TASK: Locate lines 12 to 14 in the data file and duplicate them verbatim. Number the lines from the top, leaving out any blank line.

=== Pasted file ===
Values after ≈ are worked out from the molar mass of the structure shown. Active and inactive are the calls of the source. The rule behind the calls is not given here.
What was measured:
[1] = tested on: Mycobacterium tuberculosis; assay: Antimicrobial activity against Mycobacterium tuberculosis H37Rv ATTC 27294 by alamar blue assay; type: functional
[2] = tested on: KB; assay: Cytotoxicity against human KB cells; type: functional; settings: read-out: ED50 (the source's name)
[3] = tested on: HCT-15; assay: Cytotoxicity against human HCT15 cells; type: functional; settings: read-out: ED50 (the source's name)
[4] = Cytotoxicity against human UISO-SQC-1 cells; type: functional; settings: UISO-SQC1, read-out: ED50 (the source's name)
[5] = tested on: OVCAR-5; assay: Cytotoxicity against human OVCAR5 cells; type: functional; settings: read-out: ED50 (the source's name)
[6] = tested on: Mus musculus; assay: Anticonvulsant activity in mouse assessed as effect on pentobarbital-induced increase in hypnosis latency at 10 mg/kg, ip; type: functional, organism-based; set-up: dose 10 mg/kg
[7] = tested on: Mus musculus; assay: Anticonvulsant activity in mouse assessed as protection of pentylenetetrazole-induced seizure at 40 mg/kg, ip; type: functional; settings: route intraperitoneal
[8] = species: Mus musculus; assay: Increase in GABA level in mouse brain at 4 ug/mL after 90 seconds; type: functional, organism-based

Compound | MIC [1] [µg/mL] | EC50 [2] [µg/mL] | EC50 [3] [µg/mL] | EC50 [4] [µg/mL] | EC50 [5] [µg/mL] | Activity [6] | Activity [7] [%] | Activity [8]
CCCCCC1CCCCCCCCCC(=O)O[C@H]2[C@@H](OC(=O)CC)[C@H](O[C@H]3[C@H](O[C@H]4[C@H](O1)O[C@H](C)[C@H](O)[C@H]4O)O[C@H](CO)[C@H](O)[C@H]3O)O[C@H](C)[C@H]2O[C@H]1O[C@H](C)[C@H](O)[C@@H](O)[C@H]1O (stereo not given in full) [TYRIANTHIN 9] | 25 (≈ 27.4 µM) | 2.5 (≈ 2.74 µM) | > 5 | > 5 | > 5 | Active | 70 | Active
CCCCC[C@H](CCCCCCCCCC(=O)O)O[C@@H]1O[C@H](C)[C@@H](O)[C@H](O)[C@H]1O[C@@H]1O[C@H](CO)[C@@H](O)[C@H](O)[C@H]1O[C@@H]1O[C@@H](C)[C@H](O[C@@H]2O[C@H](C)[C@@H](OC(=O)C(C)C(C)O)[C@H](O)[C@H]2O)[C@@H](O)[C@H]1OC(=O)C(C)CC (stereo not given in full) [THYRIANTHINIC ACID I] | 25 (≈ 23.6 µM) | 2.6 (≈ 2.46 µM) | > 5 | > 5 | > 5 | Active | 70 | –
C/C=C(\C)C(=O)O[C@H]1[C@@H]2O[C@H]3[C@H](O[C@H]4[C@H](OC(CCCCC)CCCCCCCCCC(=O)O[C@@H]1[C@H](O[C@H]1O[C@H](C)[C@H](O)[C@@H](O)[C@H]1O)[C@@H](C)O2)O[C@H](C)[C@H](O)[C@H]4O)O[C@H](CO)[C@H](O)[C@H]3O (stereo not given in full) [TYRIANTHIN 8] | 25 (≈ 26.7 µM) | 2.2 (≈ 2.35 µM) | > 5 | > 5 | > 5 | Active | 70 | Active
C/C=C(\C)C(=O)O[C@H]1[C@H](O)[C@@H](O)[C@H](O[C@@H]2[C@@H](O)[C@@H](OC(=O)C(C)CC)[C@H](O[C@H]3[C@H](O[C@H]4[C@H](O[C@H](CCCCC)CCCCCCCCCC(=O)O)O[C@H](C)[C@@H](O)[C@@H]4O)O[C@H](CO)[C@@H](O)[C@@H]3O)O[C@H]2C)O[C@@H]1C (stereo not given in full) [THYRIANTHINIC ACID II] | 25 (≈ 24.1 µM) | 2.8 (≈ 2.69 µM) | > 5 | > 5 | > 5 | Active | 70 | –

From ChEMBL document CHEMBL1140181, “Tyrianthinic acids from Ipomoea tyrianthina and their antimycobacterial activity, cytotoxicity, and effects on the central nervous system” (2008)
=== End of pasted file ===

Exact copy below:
CCCCCC1CCCCCCCCCC(=O)O[C@H]2[C@@H](OC(=O)CC)[C@H](O[C@H]3[C@H](O[C@H]4[C@H](O1)O[C@H](C)[C@H](O)[C@H]4O)O[C@H](CO)[C@H](O)[C@H]3O)O[C@H](C)[C@H]2O[C@H]1O[C@H](C)[C@H](O)[C@@H](O)[C@H]1O (stereo not given in full) [TYRIANTHIN 9] | 25 (≈ 27.4 µM) | 2.5 (≈ 2.74 µM) | > 5 | > 5 | > 5 | Active | 70 | Active
CCCCC[C@H](CCCCCCCCCC(=O)O)O[C@@H]1O[C@H](C)[C@@H](O)[C@H](O)[C@H]1O[C@@H]1O[C@H](CO)[C@@H](O)[C@H](O)[C@H]1O[C@@H]1O[C@@H](C)[C@H](O[C@@H]2O[C@H](C)[C@@H](OC(=O)C(C)C(C)O)[C@H](O)[C@H]2O)[C@@H](O)[C@H]1OC(=O)C(C)CC (stereo not given in full) [THYRIANTHINIC ACID I] | 25 (≈ 23.6 µM) | 2.6 (≈ 2.46 µM) | > 5 | > 5 | > 5 | Active | 70 | –
C/C=C(\C)C(=O)O[C@H]1[C@@H]2O[C@H]3[C@H](O[C@H]4[C@H](OC(CCCCC)CCCCCCCCCC(=O)O[C@@H]1[C@H](O[C@H]1O[C@H](C)[C@H](O)[C@@H](O)[C@H]1O)[C@@H](C)O2)O[C@H](C)[C@H](O)[C@H]4O)O[C@H](CO)[C@H](O)[C@H]3O (stereo not given in full) [TYRIANTHIN 8] | 25 (≈ 26.7 µM) | 2.2 (≈ 2.35 µM) | > 5 | > 5 | > 5 | Active | 70 | Active